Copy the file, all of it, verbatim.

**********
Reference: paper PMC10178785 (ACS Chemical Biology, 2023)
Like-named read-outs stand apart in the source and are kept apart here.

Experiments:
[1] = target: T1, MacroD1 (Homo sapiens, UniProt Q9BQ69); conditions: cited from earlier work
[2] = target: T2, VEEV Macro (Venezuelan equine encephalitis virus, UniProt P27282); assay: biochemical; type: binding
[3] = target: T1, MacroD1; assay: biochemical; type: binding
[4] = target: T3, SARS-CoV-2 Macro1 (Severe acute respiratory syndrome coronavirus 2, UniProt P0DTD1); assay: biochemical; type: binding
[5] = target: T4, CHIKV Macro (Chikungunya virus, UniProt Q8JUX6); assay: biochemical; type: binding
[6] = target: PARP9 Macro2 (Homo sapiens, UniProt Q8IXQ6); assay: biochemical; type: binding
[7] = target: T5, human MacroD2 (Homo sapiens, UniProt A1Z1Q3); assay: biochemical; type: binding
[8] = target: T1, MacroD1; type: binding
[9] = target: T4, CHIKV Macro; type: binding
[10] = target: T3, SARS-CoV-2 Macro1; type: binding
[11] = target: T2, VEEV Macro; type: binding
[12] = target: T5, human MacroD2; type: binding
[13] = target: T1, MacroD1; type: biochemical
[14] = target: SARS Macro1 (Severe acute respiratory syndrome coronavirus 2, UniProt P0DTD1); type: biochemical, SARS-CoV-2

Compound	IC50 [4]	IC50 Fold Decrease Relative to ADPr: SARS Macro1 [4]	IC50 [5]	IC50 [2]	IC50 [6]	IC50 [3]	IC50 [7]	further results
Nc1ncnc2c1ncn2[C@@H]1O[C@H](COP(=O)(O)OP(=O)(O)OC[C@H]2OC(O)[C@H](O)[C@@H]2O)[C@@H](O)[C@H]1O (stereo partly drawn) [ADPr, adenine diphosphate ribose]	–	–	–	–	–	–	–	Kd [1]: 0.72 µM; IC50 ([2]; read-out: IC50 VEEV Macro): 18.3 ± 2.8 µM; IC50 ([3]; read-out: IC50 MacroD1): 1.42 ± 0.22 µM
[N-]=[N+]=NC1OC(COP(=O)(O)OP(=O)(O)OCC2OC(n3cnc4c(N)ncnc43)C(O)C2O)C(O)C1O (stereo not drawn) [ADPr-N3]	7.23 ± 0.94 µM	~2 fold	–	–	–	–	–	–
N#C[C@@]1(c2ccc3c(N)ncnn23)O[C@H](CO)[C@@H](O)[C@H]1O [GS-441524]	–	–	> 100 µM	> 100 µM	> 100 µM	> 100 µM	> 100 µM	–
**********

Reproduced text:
Reference: paper PMC10178785 (ACS Chemical Biology, 2023)
Like-named read-outs stand apart in the source and are kept apart here.

Experiments:
[1] = target: T1, MacroD1 (Homo sapiens, UniProt Q9BQ69); conditions: cited from earlier work
[2] = target: T2, VEEV Macro (Venezuelan equine encephalitis virus, UniProt P27282); assay: biochemical; type: binding
[3] = target: T1, MacroD1; assay: biochemical; type: binding
[4] = target: T3, SARS-CoV-2 Macro1 (Severe acute respiratory syndrome coronavirus 2, UniProt P0DTD1); assay: biochemical; type: binding
[5] = target: T4, CHIKV Macro (Chikungunya virus, UniProt Q8JUX6); assay: biochemical; type: binding
[6] = target: PARP9 Macro2 (Homo sapiens, UniProt Q8IXQ6); assay: biochemical; type: binding
[7] = target: T5, human MacroD2 (Homo sapiens, UniProt A1Z1Q3); assay: biochemical; type: binding
[8] = target: T1, MacroD1; type: binding
[9] = target: T4, CHIKV Macro; type: binding
[10] = target: T3, SARS-CoV-2 Macro1; type: binding
[11] = target: T2, VEEV Macro; type: binding
[12] = target: T5, human MacroD2; type: binding
[13] = target: T1, MacroD1; type: biochemical
[14] = target: SARS Macro1 (Severe acute respiratory syndrome coronavirus 2, UniProt P0DTD1); type: biochemical, SARS-CoV-2

Compound	IC50 [4]	IC50 Fold Decrease Relative to ADPr: SARS Macro1 [4]	IC50 [5]	IC50 [2]	IC50 [6]	IC50 [3]	IC50 [7]	further results
Nc1ncnc2c1ncn2[C@@H]1O[C@H](COP(=O)(O)OP(=O)(O)OC[C@H]2OC(O)[C@H](O)[C@@H]2O)[C@@H](O)[C@H]1O (stereo partly drawn) [ADPr, adenine diphosphate ribose]	–	–	–	–	–	–	–	Kd [1]: 0.72 µM; IC50 ([2]; read-out: IC50 VEEV Macro): 18.3 ± 2.8 µM; IC50 ([3]; read-out: IC50 MacroD1): 1.42 ± 0.22 µM
[N-]=[N+]=NC1OC(COP(=O)(O)OP(=O)(O)OCC2OC(n3cnc4c(N)ncnc43)C(O)C2O)C(O)C1O (stereo not drawn) [ADPr-N3]	7.23 ± 0.94 µM	~2 fold	–	–	–	–	–	–
N#C[C@@]1(c2ccc3c(N)ncnn23)O[C@H](CO)[C@@H](O)[C@H]1O [GS-441524]	–	–	> 100 µM	> 100 µM	> 100 µM	> 100 µM	> 100 µM	–